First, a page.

Article by Yanin Wongmai originally published in TCIJ on 20 June 2020
Since 2012, hundreds of thousands of Rohingyas have fled to Bangladesh from the Rakhine State in Myanmar. Not all who escaped reached the shores of Bangladesh. A large number of Rohingyas have taken refuge in Southeast Asian countries such as Malaysia, Thailand and Indonesia.
Rohingyas have also been living discreetly in Nepal, a landlocked Himalayan country located in South Asia. They have established a settlement in a quiet part of the Kathmandu city. In the past few years, I have had the opportunity to travel to Nepal multiple times and interact with members of the Rohingya community in Kathmandu. In this piece, I share some of the observations from my visits.
From Rakhine State to Kathmandu
The Kathmandu Rohingyas had escaped Myanmar in 2012 in the wake of a series of local clashes between ethnic Rakhine Buddhists and Rohingya Muslims. Fearing for their lives, they took refuge in Cox’s Bazaar in Bangladesh. After spending half a year in a restricted refugee camp, they migrated to Assam in India where they spent about one month.
As India and Nepal shares an open border, it dawned on them that they could try their luck in Nepal. From Jogbani area in Southern Nepal, they crossed the border without difficulty and made their way to Kathmandu. At the time, they were merely 11 people from 3 families. They chose Kathmandu over other places because they had heard good things about Kathmandu. Kathmandu appeared to them as a peaceful city where they could potentially start a new life without much problems.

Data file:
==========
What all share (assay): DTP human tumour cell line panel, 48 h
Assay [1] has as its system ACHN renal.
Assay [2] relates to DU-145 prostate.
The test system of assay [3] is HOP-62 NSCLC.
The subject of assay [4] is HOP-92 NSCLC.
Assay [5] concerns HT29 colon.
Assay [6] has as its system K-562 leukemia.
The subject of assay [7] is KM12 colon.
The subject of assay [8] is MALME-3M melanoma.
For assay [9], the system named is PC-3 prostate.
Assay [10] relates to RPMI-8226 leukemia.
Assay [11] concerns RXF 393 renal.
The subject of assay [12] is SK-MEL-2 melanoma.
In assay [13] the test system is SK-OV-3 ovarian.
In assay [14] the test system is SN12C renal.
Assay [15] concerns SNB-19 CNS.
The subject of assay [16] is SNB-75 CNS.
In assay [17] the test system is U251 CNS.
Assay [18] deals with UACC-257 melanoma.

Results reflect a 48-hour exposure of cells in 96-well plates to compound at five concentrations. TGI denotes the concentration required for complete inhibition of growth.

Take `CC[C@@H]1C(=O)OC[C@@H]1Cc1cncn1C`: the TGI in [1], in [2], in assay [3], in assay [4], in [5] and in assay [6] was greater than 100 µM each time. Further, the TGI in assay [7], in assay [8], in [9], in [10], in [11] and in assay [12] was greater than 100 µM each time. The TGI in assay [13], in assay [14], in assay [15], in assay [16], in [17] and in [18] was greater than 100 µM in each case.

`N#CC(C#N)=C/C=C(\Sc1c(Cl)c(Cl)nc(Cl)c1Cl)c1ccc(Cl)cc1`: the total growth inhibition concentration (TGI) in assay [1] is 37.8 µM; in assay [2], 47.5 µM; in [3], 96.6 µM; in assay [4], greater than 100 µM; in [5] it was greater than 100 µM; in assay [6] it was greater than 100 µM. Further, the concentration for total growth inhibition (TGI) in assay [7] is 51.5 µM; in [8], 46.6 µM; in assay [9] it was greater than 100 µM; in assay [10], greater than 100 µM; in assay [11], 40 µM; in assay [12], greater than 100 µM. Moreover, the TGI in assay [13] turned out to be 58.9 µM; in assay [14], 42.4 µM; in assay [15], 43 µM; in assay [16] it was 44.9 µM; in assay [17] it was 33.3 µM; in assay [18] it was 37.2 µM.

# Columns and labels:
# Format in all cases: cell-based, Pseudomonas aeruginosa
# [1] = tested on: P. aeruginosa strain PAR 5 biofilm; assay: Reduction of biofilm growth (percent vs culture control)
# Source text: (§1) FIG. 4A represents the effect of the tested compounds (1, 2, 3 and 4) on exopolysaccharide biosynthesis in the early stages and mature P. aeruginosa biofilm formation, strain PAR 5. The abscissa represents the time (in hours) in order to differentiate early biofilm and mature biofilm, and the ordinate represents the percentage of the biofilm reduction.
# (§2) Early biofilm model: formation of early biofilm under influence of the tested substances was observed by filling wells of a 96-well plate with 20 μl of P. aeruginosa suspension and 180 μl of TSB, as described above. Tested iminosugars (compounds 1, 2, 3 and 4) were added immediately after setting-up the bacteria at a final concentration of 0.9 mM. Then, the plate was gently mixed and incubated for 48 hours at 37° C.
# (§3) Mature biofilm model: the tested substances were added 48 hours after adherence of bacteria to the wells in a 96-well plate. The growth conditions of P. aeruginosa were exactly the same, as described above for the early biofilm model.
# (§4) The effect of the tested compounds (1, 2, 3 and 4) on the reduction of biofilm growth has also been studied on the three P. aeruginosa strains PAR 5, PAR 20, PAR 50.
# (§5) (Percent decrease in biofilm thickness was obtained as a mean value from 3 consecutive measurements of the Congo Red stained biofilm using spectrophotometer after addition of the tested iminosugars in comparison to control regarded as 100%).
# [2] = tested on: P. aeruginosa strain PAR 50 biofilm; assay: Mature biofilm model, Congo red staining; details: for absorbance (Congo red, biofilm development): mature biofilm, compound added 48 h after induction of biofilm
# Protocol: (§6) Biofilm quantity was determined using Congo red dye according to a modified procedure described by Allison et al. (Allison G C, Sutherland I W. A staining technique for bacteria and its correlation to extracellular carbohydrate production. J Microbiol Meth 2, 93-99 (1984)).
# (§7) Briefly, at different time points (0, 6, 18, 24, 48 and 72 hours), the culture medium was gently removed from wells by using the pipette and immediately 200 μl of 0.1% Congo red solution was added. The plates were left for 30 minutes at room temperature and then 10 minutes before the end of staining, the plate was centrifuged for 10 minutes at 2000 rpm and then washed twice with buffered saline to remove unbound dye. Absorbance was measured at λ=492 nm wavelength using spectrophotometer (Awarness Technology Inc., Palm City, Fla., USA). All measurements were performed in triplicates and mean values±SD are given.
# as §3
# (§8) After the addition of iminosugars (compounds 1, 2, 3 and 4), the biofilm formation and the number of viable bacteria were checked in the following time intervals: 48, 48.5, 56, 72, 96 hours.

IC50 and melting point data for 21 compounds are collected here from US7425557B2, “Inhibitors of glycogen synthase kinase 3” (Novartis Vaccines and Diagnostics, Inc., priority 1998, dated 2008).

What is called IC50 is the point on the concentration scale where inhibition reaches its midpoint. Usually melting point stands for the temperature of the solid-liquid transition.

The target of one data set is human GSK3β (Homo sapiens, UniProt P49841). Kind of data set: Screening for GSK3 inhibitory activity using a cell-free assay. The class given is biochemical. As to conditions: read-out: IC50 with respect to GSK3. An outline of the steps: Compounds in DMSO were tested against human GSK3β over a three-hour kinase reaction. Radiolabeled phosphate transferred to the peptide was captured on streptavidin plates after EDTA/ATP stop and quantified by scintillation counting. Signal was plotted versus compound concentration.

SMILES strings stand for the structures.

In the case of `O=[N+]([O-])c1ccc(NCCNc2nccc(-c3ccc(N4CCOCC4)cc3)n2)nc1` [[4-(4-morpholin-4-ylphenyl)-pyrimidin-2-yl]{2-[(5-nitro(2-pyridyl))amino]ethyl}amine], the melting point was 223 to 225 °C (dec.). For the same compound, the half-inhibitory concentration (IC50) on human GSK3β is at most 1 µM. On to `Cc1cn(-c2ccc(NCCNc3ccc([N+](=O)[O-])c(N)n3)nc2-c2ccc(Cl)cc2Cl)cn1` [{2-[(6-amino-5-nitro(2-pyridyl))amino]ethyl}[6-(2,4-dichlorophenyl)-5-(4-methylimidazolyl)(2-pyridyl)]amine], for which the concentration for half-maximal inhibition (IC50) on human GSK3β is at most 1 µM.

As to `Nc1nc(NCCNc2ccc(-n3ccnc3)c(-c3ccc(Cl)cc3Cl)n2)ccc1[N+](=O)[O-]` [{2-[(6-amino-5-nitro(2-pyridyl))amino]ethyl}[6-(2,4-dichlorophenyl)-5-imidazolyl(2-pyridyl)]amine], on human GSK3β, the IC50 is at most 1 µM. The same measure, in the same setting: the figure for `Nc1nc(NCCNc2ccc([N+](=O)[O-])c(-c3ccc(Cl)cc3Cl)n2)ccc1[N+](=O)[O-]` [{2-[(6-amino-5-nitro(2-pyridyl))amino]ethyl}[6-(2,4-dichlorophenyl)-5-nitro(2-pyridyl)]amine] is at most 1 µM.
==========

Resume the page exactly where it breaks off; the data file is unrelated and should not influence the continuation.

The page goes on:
In Kathmandu, a local Muslim who they had met in a mosque helped them to settle down in a place called Kapan. The Rohingya group then invited their family members and relatives to come and live in Nepal. Today, Kapan hosts more than 500 people from 105 families. Out of whom, only 120 of them who had arrived before 2013 received “UNHCR refugee cards”.
Life in Kathmandu
If ‘home’ means freedom of movement within a territory, Rohingyas have certainly found a home in Nepal. Compared to those living in refugee camps elsewhere, Rohingyas in Kathmandu can move in and out of their houses whenever they want. Though they live in a specific settlement area, they have been able to move around and find work in the city. However, their life in Kathmandu is far from easy. The material conditions of the settlement are poor. They live in weak makeshift structures which often get flooded in the rainy season. Besides, they have a shared toilet/bathroom for the whole community which reflects a poor sanitation condition.